Managing the Data Explosionby Richard P. Hooper, (A.M.ASCE), Hydrologist; U.S. Geological Survey, Water Resources Division, Atlanta, GA,
Brent T. Aulenbach, Hydrologist; U.S. Geological Survey, Water Resources Division, Atlanta, GA,
Serial Information: Civil Engineering—ASCE, 1993, Vol. 63, Issue 5, Pg. 74-76
Document Type: Feature article
Abstract: Sound data management practices have always been central to a successful project. However, the data explosion brought on by high-tech electronic sensors and automatic samplers can exceed the capabilities of existing water-quality data-management systems just when they're needed most to process the information. The U.S. Geological Survey has responded to the problem by setting up an innovative system that allows for rapid data analysis. Using custom programs within a database-management package, USGS was able to process irregularly spaced data, handle high-frequency data and combine point and continuous data to draw conclusions about water quality. USGS developed this data-management system for the Panola Mountain Project in Stockbridge, Ga., a small watershed study exploring the effects of acid deposition and climate on surface water-quality. The integrated data management systems permits more timely editing, reduces sensor downtime and speeds data analysis.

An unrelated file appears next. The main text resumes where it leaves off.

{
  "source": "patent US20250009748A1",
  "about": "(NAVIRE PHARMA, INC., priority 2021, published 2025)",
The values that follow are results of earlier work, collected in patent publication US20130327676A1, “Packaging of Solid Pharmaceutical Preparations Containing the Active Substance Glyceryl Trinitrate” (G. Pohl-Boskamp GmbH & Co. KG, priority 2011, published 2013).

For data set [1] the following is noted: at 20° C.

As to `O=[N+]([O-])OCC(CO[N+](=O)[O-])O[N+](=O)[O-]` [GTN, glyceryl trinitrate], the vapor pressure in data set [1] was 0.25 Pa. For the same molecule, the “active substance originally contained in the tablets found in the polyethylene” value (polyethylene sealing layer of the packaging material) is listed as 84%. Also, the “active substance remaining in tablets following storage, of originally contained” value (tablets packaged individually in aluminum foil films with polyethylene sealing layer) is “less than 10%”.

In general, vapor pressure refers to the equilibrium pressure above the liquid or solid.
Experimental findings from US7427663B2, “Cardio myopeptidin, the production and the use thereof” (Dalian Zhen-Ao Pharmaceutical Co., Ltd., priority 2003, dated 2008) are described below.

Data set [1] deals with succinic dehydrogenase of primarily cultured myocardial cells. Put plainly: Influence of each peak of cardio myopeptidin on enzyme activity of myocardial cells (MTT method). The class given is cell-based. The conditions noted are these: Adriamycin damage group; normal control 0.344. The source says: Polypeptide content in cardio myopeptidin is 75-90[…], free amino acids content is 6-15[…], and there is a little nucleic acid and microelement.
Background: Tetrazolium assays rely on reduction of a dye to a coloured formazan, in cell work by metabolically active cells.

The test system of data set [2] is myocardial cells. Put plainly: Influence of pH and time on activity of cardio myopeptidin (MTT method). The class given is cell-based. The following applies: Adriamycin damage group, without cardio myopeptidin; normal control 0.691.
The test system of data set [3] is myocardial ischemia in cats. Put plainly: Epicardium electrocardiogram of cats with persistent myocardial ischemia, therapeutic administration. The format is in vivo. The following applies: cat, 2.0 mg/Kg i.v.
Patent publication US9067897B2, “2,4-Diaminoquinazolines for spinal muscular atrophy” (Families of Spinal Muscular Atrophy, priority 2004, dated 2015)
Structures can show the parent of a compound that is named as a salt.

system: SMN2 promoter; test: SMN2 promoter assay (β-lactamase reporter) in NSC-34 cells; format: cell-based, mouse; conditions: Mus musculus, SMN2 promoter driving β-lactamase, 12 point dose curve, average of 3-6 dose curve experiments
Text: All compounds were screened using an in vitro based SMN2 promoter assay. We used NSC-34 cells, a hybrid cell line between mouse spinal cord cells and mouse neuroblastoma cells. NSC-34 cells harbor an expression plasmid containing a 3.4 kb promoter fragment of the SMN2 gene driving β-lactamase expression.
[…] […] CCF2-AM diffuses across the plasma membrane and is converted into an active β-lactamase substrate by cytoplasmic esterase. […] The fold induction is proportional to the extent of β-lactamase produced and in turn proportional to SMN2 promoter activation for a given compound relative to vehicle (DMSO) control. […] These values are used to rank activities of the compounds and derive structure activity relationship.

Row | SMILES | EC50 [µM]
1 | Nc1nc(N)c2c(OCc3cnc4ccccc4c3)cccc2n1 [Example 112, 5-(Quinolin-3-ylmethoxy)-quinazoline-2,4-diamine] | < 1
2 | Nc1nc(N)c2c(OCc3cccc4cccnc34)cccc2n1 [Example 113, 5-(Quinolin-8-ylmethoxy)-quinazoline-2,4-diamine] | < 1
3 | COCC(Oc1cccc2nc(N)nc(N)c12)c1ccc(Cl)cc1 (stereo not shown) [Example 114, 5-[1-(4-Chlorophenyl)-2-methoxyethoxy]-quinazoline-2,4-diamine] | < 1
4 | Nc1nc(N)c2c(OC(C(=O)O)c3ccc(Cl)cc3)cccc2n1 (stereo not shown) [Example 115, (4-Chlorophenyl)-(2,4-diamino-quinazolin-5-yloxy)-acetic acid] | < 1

Subject Headings: Automation | Data analysis | Databases | Probe instruments | Sampling | U.S. Geological Survey | Water quality |
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